Smoking might kill you, but homosexuality surely will
The battle over same-sex marriage has started to turn as nasty as activists on both sides pledged it would once President Bush took a stand against the practice. Gary Bauer, president of the right-wing religious group American Values, relies on unspecified scientific studies to bolster his argument for why a constitutional amendment forbidding same-sex marriage is necessary.

"Marriage is about families and children ... Children need a mother and a father. Girls need a mother to whom they can relate and boys need a father to whom they can relate. Boys and girls also need a parent of the opposite sex as an example to learn from as well. The well-being of innocent children, who cannot choose their parents, must be governed by what is proven to be best for them. Study after study shows that parents are not interchangeable puzzle pieces -- mothers and fathers bring unique and different contributions to parenting and children need both."

Bauer seems to think there's always been a common understanding of the "definition of marriage" -- but in any case, he says, it's a "documented medical fact" that homosexuality is a public-health liability.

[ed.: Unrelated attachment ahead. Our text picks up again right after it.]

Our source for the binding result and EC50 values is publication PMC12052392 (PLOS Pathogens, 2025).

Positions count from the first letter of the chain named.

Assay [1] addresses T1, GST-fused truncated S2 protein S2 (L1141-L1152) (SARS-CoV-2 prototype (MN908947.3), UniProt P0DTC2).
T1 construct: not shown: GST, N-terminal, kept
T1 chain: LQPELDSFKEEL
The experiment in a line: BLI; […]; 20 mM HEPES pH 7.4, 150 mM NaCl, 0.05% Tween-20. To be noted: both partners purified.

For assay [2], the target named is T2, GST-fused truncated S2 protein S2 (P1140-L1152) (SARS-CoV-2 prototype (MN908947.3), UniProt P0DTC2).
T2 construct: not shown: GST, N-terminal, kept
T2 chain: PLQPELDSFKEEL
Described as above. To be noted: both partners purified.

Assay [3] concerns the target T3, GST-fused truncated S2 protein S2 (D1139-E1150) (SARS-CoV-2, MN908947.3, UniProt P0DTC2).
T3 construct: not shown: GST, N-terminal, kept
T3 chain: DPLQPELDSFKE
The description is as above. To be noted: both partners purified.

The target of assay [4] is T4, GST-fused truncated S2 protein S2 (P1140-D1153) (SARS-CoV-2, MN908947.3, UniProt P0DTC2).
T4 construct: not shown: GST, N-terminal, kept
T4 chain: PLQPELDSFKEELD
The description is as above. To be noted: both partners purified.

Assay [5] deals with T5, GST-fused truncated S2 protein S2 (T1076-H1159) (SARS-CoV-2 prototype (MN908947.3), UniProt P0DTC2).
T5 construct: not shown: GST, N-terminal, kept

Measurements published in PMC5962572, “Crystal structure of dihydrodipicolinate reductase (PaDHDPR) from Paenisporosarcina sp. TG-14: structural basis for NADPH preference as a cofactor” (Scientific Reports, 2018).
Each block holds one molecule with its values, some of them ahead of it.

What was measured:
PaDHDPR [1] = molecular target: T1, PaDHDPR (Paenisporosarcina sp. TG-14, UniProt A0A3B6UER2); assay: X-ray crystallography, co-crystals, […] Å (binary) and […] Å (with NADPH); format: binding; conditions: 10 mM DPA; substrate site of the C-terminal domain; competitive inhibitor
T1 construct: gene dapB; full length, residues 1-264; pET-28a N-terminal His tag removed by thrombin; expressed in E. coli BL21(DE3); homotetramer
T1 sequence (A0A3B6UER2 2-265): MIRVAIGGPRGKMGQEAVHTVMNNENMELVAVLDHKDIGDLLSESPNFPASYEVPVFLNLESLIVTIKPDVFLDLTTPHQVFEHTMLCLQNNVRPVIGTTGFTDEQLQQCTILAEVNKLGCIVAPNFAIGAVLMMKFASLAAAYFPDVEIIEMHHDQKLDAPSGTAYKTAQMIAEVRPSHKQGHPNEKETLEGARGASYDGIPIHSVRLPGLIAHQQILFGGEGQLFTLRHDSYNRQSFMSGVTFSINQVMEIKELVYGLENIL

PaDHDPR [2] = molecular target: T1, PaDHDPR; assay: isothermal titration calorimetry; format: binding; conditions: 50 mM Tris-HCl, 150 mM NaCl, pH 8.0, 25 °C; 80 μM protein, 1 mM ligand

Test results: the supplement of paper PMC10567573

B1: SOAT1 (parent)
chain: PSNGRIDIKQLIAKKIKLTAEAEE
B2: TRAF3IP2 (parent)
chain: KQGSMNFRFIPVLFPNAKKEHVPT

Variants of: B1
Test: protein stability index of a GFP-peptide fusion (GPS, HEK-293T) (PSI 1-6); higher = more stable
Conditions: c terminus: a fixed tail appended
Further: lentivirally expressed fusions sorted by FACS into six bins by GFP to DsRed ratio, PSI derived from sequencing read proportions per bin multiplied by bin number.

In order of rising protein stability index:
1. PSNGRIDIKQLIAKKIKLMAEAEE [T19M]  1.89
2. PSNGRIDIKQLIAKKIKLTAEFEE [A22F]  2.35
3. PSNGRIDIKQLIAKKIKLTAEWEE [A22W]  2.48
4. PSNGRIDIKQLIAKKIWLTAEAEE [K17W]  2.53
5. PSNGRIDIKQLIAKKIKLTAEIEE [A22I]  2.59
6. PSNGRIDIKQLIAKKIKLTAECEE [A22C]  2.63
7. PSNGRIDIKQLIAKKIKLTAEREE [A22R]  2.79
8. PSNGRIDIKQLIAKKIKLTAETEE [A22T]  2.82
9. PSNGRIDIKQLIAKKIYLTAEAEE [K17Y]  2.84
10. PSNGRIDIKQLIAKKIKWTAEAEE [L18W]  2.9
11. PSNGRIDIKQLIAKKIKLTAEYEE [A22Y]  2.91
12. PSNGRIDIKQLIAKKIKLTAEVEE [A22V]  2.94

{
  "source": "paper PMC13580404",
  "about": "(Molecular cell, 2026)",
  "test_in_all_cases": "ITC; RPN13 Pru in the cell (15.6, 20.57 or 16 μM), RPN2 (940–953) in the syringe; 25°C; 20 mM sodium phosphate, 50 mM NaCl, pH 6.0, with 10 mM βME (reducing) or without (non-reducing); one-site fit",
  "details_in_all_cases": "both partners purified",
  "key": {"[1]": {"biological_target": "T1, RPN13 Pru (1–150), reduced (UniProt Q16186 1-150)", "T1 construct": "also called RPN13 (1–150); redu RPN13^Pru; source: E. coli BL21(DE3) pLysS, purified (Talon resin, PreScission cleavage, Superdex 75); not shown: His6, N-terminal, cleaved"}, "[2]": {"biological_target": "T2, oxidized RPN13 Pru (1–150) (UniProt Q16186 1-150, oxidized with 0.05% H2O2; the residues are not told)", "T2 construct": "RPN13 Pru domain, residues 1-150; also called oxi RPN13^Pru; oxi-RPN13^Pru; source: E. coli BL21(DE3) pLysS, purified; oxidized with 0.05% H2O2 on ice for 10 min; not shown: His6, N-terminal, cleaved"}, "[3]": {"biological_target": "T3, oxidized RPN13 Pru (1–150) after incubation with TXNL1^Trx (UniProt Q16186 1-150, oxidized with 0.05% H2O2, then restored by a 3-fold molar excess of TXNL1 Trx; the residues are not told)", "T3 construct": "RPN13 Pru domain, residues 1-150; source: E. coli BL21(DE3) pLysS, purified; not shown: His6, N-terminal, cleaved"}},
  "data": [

"While marriage law has traditionally been a state issue, the definition of marriage has never been an issue ... More importantly, however, the government has an obligation to promote public policy that is best for the general welfare and to discriminate against behaviors that adversely impact society and public health. Tobacco use is heavily regulated by the state and smoking is strongly discouraged. A major study conducted by Oxford University demonstrated that homosexual conduct is three times more deadly than smoking. Homosexual behavior is fraught with adverse health affects. Again, this is not opinion, but documented medical fact. Public policy must not be ignorant of medical facts associated with this lifestyle and from a public policy perspective, the behavior should not be encouraged by affording it the status of marriage."

Bauer does not provide the major study conducted by Oxford University.

As the same-sex marriage debate erupted last month, Protestants for the Common Good, a religious education and advocacy group based in Chicago, saw fit to publish an anonymous opinion piece in its weekly newsletter, which outlines a marriage amendment perhaps worthy of the Taliban. The piece alarmed many liberals and was fast circulated on the Web as the latest example of hard-line conservative propaganda: